Thursday, March 15, 2012

The Ides of March on SCTV/CCCP1

SCTV: Battle of the PBS Stars

Circa 1982 or so. Howard Cosell and, the 'sententious' Dick Cavett cover the red/blue football game. Team Captains: Blue - William F. Buckley, Red, Carl Sagan.

Money quote:

Cosell: "Scramble Carl, scramble! Oh. There goes Sagan. He's up in the cosmos, where he always wanted to be."

SCTV at its best:

Herodotus’ “Histories” of the Persian Wars (very liberally ‘translaparaphrased’): Book I sections 67 - 68

How the Spartans eventually got the better of the Tegeans,


Dem Bones, dem bones, Orestes Sparta and Tegea..


In this earlier conflict with Tegea the Spartans always had the worst of the contests, but by the time of Croesus, coincident with the reigns of Anaxandrides and Ariston, they had begun to get the better of things. This is the story of their success:

After a long series of setbacks in the war they sent emissary to Delphi asking from which of the Gods they should seek favor in order to assure victory against Tegea. The Pythia declared that it was necessary for them to recover the bones of Orestes, son of Agamemnon. Failing to find the tomb of Orestes, they sent yet again to the oracle asking, this time, where the remains lay. The Pythia’s answer to this question was this:

In Arcadia, in its level plain, is a place, Tegea,
Where, under strong necessity, two winds blow
Clash answered by repulse, and anguish with anguish
In this place, the son of Agamemnon is held by life nourishing earth
Ye shall prevail over Tegea when you return him hence.

Now, having heard this oracle, the Lacedaemonians came no nearer to finding the remains, even though they made thorough search. All was in vain until Lichas, one of the Spartans called ‘men of good service,’ discovered it. These men of good service are five in number, men who are retired from the Spartan cavalry annually, who are sworn to spend the next year in swift completion of whatever tasks the state may require of them.


Lichas was one of these men. By a combination of cleverness and luck, he located the tomb, at a time when there was more free interaction between the two cities. Taking advantage of this relative amity, he entered Tegea, and observed the workings of an ironworks. He marveled. The smith, seeing his reaction, paused from his work and said, ‘Friend Laconian, you are astonished at what you see, but I assure you that this is nothing compared to what you would feel if you saw what I saw in this very courtyard. For, I was digging a well, and unearthed a gigantic coffin, ten feet long. I could not believe that men used to be much larger in stature than they are today, so naturally, I opened it. There it was. The corpse was indeed as long as the coffin! I measured it, and then re-interred the body.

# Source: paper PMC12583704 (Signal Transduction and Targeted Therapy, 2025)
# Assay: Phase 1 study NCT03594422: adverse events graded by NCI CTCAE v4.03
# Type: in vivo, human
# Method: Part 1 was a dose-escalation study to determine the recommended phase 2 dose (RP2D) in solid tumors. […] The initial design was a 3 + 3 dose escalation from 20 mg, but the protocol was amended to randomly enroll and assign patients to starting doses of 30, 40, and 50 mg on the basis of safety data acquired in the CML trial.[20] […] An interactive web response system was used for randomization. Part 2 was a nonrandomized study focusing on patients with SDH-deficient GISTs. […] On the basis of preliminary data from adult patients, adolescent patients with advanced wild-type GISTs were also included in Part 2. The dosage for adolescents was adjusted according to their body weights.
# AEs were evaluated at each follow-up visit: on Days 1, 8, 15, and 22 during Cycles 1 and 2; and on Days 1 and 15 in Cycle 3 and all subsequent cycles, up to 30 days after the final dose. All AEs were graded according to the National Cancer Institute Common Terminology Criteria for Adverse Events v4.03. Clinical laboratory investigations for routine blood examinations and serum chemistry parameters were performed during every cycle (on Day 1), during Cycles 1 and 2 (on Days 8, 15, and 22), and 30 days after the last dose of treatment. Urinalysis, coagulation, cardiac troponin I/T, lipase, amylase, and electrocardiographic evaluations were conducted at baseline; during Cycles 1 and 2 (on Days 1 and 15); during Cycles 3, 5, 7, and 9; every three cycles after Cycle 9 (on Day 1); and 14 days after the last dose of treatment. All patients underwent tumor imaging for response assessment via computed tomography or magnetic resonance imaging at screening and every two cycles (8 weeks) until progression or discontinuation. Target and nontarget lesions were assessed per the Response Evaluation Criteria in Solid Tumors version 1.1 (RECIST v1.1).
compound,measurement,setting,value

Lichas considered what he had heard, and came to the conclusion that the oracle had predicted this, and that he had found Orestes. The two winds, he surmised were in fact the smith’s bellows, the ‘clash and repulse’ were in fact the blows of his hammer upon anvil, and the anguish referred to was in fact the hot iron being shaped, Lichas inferring that iron had indeed introduced anguish to man. After having reasoned things out in this fashion, he returned to Sparta and relayed the story. They next made show of pressing charges against this man, in order to give plausibility to exile. Upon this banishment, he made his way back to Tegea and the smith. He told him of his misfortune. The smith leased the courtyard to the Spartan, having first refused an outright purchase. He also managed to persuade the smith to allow him to live on the premises. After that, he recovered the bones, and made his way back to Sparta. Since that day, any time the Spartans contested the Tegeans, they have come out the better. Additionally they had already subdued the greater part of the Peloponnese.